|Date of Birth||October 28, 1889|
|Place of Birth||Farewell, Ontario|
|Next of Kin||William Allen, father, Grandiew, Manitoba|
|Trade / Calling||Bank Clerk|
|Service Record||Link to Service Record|
|Battalion||34th Fort Garry Horse|
|Force||Canadian Expeditionary Force|
|Enlisted / Conscripted||Enlisted|
|Place of Enlistment||Winnipeg, Manitoba|
|Address at Enlistment||St Regis Hotel, Winnipeg, Manitoba|
|Date of Enlistment||27/04/1916|
|Age at Enlistment||26|
|Theatre of Service||Europe|
|Prisoner of War||No|
|Date of Death||04/03/1966|
|Age at Death||76|
|Buried At||Colwood Burial Park, Colwood, British Columbia|
Martin Forbes Allen was born on 28 October 1889 in the village of Farewell, Township of Arthur in Wellington North, Ontario. His parents were William and Marjory (née McIntosh) Allen. Over the years William worked as a shopkeeper, farmer, and carpenter/builder. Children born to the family were Ellen Jane (1879-1879), Lodvick Richard (1881-1925), Rachel William (1883-1973), Charles Morrison (1885-1947), John William (1887-1963), Martin, Joseph Alfred (1892-1985), and George Robert (1895-1946). By the 1901 Canada census the family had moved to Manitoba and were found farming in Aberdeen in the District of Marquette. In 1906 they were in Fork River in the District of Dauphin, and by 1911 had settled in Grandview.
Although he gave his address as the St Regis Hotel in Winnipeg when he signed his attestation papers in the city on 27 April 1916, Martin had been working as a bank clerk for the Bank of Ottawa in Keewatin in northwestern Ontario. With the 4th Draft of the 34th Fort Garry Horse, Martin arrived in England aboard the SS Northland on 25 September 1916.
‘In 1914, the regiment mobilized for the First World War. After being shifted between various roles, the Fort Garry Horse finally became part of the newly formed Canadian Cavalry Brigade in February 1916. In 1917, the Fort Garrys participated in a number of engagements, most notably as the nucleus of a particularly devastating raid against a German trench at Ascension Wood on the night of 8/9 July. The raid was such a triumph that it served as a model for other later trench raids and was studied by a number of Indian and British officers because of its success. But the Fort Garrys’ most famous action in 1917 was during the Battle of Cambrai in November. After a number of setbacks and communications problems, ‘B’ Squadron made a lone attack through German lines. But the squadron took serious casualties, including its commander. Lieutenant Harcus ‘Jock’ Strachan took charge of the squadron, leading it to silence a German artillery battery and inflict serious casualties on the enemy before bringing its survivors back to friendly territory, an act that earned him the Victoria Cross.’ (canadianmilitaryhistory.ca)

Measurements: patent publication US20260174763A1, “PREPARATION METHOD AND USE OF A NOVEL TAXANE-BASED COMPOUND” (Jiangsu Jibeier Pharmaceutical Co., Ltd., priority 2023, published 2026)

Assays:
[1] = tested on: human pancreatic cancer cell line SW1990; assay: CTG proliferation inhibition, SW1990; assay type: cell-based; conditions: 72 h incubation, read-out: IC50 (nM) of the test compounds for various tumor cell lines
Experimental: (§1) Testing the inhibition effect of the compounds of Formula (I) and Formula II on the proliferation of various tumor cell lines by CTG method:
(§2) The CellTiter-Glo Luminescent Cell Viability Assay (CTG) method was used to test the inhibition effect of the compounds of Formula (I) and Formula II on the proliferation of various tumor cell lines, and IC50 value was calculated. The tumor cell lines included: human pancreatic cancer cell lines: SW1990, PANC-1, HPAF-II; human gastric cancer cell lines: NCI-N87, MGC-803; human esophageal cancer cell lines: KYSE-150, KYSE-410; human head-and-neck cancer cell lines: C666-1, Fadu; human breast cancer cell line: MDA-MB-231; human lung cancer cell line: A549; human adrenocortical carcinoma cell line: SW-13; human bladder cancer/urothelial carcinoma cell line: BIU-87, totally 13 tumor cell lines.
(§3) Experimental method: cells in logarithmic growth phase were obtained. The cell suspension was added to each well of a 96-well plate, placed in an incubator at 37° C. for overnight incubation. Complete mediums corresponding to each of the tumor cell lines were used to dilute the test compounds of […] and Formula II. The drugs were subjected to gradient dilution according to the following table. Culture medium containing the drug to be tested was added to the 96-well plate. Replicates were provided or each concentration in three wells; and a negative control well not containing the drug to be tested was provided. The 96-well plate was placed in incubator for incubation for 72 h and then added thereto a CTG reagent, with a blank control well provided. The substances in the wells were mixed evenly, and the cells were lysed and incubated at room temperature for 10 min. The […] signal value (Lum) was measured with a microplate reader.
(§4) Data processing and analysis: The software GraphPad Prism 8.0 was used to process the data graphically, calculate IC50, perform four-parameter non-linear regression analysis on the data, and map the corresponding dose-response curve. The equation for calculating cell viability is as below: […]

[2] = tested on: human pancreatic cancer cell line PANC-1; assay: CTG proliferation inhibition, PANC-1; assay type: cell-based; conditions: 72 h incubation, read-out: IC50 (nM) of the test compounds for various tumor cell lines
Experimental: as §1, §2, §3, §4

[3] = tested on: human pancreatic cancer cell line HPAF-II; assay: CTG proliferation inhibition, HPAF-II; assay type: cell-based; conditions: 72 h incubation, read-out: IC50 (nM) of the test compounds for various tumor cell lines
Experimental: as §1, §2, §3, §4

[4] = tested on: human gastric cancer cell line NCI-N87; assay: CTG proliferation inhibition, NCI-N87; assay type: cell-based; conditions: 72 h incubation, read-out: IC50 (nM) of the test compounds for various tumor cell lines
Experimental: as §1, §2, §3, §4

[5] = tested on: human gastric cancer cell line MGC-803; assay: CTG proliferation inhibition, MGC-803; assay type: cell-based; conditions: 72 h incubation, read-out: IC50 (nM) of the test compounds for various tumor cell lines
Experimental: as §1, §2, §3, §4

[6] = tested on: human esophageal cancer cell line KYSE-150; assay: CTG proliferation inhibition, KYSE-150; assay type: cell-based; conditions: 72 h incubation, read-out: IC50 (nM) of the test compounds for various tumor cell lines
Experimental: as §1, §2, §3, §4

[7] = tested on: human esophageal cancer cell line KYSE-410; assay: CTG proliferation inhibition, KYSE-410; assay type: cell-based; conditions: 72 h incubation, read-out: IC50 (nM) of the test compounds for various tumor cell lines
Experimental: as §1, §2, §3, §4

‘The regiment continued to serve in the Calvary Brigade, taking part in the important actions of Moreuil and Rifle Wood in March and April 1918. In October 1918, the Regiment took part in the battle of Gattigny Wood, members earning 21 decorations for this action. The attack was judged by the commander of the Cavalry Corps, General Kavanagh, as the best cavalry action carried out by any cavalry unit on any front during the war. After the war ended in November 1918, the regiment did a short period of garrison duty in Belgium and came home to Winnipeg in 1919 under command of Lt. Col. H.I. Stevenson DSO.’ (fortgarryhorse.ca)
Once in England Martin was taken on strength with the Fort Garry Horse Reserve Regiment until transferring to the Canadian Reserve Calvary Regiment in March of 1917. In late April he arrived in France, joining the Fort Garry Horse on the 1st of May.
In early October of 1917 Martin was admitted to the No 12 Stationary Hospital at St Pol suffering from myalgia, with discharge on the 23rd. He was awarded a Good Conduct Badge on 7 April 1918. That July he was granted a ten day leave to the UK followed by a fourteen day leave in late October. In April of 1919 Martin returned to England, and embarked for Canada from Liverpool on the 21st of May.
After the war Martin returned to Grandview, found on the 1921 Canada census living on his own and working as a banker. By 1940 he was living in nearby Dauphin with his widowed mother, occupation given as gentleman on a voters list. In 1945 Martin moved to British Columbia, first living in Chemainus before retiring to Langford/Colwood in 1960.
Predeceased by his father William in 1932 and his mother Marjory in 1942, both in Grandview, Martin died on 4 March 1966 in the Veterans Hospital in Saanich, British Columbia. He is interred in the Colwood Burial Park in Colwood.
Martin’s brother Robert signed his attestation papers in Stratford, Ontario in early November of 1914, going overseas in April of 1915 aboard the SS Grampian as a Private with the 18th Battalion. He returned to Canada aboard the Grampian in February 1919, rank of Corporal.
The Town of Keewatin held a demonstration in August of 1919 to honour those from Keewatin who had served during the war. If he attended Martin would have been presented with a medal and badge by the mayor. He is commemorated for his service on the Municipality of Keewatin For King and Country Honour Roll housed at the Keewatin Legion and on the ScotiaBank WW1 Roll of Honour.
by Judy Stockham
photos of Martin: courtesy of Beverley Durston
obituary: courtesy of Mike Melen
grave marker photo: Gayle L, findagrave.com